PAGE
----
Wednesday, April 02, 2008
Medieval instrument suggests astronomical knowledge was widespread
[Here’s a story I picked up on a recent visit to the wonderful Museum of the History of Science in Oxford. It is published in Nature today. To my great embarrassment and dismay, while I was at Merton College many years ago, I knew of neither the museum nor of Merton’s ‘Chaucerian’ astrolabe mentioned below. But I was just a nipper then.]
UK museum seeks cash to keep a rare miniature astrolabe in public hands.
The fate of a fourteenth-century pocket calculator is hanging in the balance, while the British Museum in London attempts to raise the £350,000 needed to acquire this extremely rare archaeological finding before the deferral of an export licence expires, releasing it to private sale.
The device, a brass astrolabe quadrant that can tell the time from the position of the sun, calculate the heights of tall objects, and work out the date of Easter, opens a new window on the mathematical and astronomical literacy of the Middle Ages, experts say.
Most surviving astrolabes are larger and more elaborate, and include other functions such as astrological calculations. Their use tended to be highly specialized, confined mostly to academic settings.
But the new quadrant is a simple, everyday item – the kind of thing a cleric or a merchant would have carried with them for convenient time-keeping. All the same, says Jim Bennett, director of the Museum of the History of Science in Oxford, “you had to know some astronomy to work one of these devices.” Bennett was an expert witness in the hearings that deferred a private sale. He says the device suggests that, at least within some parts of fourteenth-century society, “people had a closer astronomical awareness than we do now.”
Most intriguingly of all, the quadrant was found at Canterbury, and has been dated quite narrowly to about 1388, just before Geoffrey Chaucer began to write his Canterbury Tales. Chaucer was highly informed about astronomy and astrology, and in 1391 he wrote a treatise on the astrolabe that became the standard reference text for several centuries.
The Canterbury quadrant was found in 2005, when excavations revealed it beneath a series of clay floors on the site of an old inn called the House of Agnes, just outside the city walls on the main road to London. It had lain there for over 600 years. Conceivably it was lost at the inn by a merchant travelling to or from Canterbury, rather like Chaucer’s pilgrims.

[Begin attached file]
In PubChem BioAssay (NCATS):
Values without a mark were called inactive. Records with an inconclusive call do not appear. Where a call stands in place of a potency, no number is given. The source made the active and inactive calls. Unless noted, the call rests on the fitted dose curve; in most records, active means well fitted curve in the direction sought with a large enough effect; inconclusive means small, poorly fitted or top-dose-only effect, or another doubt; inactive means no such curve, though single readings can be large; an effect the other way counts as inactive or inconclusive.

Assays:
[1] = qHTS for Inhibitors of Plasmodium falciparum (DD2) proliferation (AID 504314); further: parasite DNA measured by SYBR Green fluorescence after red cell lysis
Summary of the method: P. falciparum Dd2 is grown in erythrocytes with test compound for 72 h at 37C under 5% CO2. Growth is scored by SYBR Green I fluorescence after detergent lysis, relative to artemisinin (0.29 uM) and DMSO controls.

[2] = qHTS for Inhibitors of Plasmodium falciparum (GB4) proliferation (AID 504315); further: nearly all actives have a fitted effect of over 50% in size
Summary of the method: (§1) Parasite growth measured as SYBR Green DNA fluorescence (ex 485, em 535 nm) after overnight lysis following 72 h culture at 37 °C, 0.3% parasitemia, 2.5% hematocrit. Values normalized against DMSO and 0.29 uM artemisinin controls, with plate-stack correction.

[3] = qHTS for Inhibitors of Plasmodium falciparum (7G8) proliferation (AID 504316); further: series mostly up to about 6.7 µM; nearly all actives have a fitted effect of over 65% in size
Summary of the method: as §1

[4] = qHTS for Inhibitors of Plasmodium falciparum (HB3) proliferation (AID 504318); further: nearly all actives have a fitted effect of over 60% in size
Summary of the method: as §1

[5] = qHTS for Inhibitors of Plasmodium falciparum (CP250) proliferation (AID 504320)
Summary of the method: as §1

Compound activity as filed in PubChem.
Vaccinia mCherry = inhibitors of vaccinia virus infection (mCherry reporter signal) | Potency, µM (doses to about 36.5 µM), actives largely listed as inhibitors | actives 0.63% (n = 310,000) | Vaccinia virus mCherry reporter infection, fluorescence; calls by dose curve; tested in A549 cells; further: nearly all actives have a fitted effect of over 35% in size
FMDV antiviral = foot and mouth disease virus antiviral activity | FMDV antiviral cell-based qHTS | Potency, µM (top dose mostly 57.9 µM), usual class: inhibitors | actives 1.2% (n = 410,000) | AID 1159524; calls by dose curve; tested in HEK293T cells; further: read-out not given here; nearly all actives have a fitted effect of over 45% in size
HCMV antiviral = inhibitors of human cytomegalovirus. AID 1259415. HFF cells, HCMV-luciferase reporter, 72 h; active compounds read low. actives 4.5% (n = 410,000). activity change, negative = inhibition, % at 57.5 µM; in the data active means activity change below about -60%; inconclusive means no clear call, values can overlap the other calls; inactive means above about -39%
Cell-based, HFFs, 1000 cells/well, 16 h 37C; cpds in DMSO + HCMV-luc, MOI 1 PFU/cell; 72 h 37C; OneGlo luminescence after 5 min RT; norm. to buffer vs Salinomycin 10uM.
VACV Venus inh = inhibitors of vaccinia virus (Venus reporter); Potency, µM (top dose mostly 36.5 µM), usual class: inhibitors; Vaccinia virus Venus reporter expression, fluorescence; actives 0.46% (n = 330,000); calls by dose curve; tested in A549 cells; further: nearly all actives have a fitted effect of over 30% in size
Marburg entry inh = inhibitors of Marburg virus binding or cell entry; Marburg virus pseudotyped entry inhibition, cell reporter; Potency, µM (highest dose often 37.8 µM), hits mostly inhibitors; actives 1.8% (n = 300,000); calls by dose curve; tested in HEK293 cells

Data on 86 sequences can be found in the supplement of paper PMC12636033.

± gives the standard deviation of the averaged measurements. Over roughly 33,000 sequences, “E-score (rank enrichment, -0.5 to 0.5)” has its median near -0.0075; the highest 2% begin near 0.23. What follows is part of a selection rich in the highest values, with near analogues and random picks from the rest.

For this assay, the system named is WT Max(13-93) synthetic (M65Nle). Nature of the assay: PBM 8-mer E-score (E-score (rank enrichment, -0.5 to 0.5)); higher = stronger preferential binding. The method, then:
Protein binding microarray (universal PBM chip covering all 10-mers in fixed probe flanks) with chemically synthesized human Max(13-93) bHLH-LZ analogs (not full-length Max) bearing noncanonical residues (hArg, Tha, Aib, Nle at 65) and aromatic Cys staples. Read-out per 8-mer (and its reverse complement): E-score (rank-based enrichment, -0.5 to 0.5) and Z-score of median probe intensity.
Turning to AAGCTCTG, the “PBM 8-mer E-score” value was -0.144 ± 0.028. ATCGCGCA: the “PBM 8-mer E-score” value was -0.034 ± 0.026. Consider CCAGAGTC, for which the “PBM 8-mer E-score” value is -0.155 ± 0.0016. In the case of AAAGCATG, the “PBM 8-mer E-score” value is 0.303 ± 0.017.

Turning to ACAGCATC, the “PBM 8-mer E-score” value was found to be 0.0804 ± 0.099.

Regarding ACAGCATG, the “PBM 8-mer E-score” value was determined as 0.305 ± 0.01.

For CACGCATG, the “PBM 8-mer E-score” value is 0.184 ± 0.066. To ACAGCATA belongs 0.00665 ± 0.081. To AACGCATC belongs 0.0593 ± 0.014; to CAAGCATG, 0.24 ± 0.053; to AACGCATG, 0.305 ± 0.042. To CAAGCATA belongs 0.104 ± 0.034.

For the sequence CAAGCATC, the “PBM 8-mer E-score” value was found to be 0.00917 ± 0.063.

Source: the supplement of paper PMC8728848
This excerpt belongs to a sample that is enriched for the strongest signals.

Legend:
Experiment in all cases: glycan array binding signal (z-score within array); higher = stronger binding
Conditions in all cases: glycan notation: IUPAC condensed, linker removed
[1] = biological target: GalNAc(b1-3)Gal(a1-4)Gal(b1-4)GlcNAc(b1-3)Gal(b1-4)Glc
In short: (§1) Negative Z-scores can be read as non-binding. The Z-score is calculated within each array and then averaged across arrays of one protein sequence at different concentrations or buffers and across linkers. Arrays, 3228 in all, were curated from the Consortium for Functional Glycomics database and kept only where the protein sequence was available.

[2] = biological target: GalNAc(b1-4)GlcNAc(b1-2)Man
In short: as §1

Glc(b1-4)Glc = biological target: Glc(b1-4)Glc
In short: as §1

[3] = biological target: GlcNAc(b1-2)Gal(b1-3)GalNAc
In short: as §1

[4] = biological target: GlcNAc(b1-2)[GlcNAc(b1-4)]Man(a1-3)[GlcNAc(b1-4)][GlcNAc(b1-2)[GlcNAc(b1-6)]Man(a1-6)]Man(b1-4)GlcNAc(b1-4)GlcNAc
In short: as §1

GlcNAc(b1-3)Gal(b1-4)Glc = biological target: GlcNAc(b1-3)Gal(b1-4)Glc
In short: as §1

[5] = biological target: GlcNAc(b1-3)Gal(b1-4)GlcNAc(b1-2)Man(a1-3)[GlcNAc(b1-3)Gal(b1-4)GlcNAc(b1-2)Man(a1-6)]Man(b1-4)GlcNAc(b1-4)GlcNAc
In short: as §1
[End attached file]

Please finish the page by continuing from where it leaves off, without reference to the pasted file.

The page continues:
The quadrant was initially put up for sale in 2007 by the auctioneers Bonhams, where it was expected to fetch £60,000-100,000. But subsequent dealings led to an agreed sale at a price of about £350,000 (neither dealer nor buyer has been publicly disclosed).
Because of the perceived cultural importance of the object, however, it was considered by the UK’s Reviewing Committee on the Export of Works of Art and Objects of Cultural Interest, which recommended to the government’s Culture Minister Margaret Hodge that granting of an export licence should be delayed until June 2008, giving time for the British Museum to try to buy the instrument for its forthcoming Medieval Gallery. Such decisions are usually applied to works of fine art, not to scientific items, Bennett says.
The quadrant was clearly made for use in England – it works only within a certain range of latitudes. It has design features that would appeal to medieval gadget freaks, Bennett says, such as a moveable eagle that indicates the date of Easter. “Relatively everyday pieces like this don’t usually survive”, he adds. A quadrant astrolabes kept in the library of Merton College in Oxford, one of the few other such instruments known, is considerably more elaborate and geared for academic use.
The existence of this simple, practical device sheds new light on Chaucer’s treatise. He dedicated it to his son – a gesture that has left scholars wondering whether this was just a literary affectation, since it seemed a little hard to believe that Chaucer could have expected a young person to appreciate an astrolabe’s uses. But the Canterbury quadrant “supports the idea that Chaucer could write such a treatise at a popular level”, says Bennett. “It suggests that this kind of knowledge wasn’t too arcane or academic.”